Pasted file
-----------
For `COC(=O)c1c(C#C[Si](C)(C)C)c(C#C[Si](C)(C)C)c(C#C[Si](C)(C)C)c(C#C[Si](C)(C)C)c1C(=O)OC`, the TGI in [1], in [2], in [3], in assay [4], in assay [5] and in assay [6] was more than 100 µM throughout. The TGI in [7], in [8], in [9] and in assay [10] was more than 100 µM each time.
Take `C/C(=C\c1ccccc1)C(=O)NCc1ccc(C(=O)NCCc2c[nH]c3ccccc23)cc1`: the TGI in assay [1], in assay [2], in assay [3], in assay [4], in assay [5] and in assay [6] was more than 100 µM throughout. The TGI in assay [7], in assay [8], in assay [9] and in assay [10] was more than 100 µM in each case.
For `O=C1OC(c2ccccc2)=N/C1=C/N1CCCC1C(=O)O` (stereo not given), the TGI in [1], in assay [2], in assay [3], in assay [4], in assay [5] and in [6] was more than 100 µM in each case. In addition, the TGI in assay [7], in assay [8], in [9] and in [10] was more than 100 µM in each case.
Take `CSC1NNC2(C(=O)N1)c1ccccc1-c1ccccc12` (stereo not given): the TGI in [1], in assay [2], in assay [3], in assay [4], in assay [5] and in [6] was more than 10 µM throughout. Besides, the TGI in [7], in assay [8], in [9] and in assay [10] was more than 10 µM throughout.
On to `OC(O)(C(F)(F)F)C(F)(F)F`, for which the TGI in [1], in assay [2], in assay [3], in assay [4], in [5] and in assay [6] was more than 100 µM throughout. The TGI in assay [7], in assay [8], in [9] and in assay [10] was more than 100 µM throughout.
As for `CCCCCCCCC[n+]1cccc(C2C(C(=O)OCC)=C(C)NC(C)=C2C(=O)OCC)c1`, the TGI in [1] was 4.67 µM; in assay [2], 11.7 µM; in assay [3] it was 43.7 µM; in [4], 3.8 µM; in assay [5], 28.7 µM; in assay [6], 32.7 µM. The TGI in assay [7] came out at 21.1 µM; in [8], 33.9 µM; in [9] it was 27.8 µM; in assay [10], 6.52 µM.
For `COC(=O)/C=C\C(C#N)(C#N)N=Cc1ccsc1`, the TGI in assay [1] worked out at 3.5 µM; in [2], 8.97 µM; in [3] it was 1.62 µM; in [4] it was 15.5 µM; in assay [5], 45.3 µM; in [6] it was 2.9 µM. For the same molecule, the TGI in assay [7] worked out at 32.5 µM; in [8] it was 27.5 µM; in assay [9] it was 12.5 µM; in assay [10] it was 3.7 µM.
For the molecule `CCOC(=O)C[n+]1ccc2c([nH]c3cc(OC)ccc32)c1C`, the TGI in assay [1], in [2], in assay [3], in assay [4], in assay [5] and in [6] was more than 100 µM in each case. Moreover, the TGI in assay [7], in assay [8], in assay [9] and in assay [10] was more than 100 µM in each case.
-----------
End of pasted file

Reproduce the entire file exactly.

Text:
For `COC(=O)c1c(C#C[Si](C)(C)C)c(C#C[Si](C)(C)C)c(C#C[Si](C)(C)C)c(C#C[Si](C)(C)C)c1C(=O)OC`, the TGI in [1], in [2], in [3], in assay [4], in assay [5] and in assay [6] was more than 100 µM throughout. The TGI in [7], in [8], in [9] and in assay [10] was more than 100 µM each time.
Take `C/C(=C\c1ccccc1)C(=O)NCc1ccc(C(=O)NCCc2c[nH]c3ccccc23)cc1`: the TGI in assay [1], in assay [2], in assay [3], in assay [4], in assay [5] and in assay [6] was more than 100 µM throughout. The TGI in assay [7], in assay [8], in assay [9] and in assay [10] was more than 100 µM in each case.
For `O=C1OC(c2ccccc2)=N/C1=C/N1CCCC1C(=O)O` (stereo not given), the TGI in [1], in assay [2], in assay [3], in assay [4], in assay [5] and in [6] was more than 100 µM in each case. In addition, the TGI in assay [7], in assay [8], in [9] and in [10] was more than 100 µM in each case.
Take `CSC1NNC2(C(=O)N1)c1ccccc1-c1ccccc12` (stereo not given): the TGI in [1], in assay [2], in assay [3], in assay [4], in assay [5] and in [6] was more than 10 µM throughout. Besides, the TGI in [7], in assay [8], in [9] and in assay [10] was more than 10 µM throughout.
On to `OC(O)(C(F)(F)F)C(F)(F)F`, for which the TGI in [1], in assay [2], in assay [3], in assay [4], in [5] and in assay [6] was more than 100 µM throughout. The TGI in assay [7], in assay [8], in [9] and in assay [10] was more than 100 µM throughout.
As for `CCCCCCCCC[n+]1cccc(C2C(C(=O)OCC)=C(C)NC(C)=C2C(=O)OCC)c1`, the TGI in [1] was 4.67 µM; in assay [2], 11.7 µM; in assay [3] it was 43.7 µM; in [4], 3.8 µM; in assay [5], 28.7 µM; in assay [6], 32.7 µM. The TGI in assay [7] came out at 21.1 µM; in [8], 33.9 µM; in [9] it was 27.8 µM; in assay [10], 6.52 µM.
For `COC(=O)/C=C\C(C#N)(C#N)N=Cc1ccsc1`, the TGI in assay [1] worked out at 3.5 µM; in [2], 8.97 µM; in [3] it was 1.62 µM; in [4] it was 15.5 µM; in assay [5], 45.3 µM; in [6] it was 2.9 µM. For the same molecule, the TGI in assay [7] worked out at 32.5 µM; in [8] it was 27.5 µM; in assay [9] it was 12.5 µM; in assay [10] it was 3.7 µM.
For the molecule `CCOC(=O)C[n+]1ccc2c([nH]c3cc(OC)ccc32)c1C`, the TGI in assay [1], in [2], in assay [3], in assay [4], in assay [5] and in [6] was more than 100 µM in each case. Moreover, the TGI in assay [7], in assay [8], in assay [9] and in assay [10] was more than 100 µM in each case.